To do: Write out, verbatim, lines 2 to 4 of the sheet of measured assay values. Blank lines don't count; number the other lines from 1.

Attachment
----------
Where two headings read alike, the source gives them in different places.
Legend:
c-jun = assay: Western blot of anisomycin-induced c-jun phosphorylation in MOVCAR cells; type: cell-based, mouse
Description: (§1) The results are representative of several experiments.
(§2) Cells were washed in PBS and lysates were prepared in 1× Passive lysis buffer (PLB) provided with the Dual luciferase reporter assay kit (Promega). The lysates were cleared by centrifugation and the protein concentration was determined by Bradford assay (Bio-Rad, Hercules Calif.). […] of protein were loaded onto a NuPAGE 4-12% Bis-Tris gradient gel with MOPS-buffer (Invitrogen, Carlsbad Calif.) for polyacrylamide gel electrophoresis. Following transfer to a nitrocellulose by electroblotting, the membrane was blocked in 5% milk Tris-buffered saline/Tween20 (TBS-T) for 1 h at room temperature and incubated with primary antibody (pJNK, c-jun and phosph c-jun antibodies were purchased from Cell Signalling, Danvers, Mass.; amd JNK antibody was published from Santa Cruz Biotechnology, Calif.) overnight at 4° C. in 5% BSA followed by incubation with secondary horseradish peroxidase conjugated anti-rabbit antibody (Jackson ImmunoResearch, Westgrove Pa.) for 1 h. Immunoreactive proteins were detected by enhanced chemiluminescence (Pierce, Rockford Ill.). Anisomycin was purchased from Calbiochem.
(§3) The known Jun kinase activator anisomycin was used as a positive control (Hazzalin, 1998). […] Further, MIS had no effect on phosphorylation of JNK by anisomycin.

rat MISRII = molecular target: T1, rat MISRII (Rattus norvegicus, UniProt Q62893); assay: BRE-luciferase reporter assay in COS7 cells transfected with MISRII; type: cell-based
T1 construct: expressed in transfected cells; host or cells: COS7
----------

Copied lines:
Legend:
c-jun = assay: Western blot of anisomycin-induced c-jun phosphorylation in MOVCAR cells; type: cell-based, mouse
Description: (§1) The results are representative of several experiments.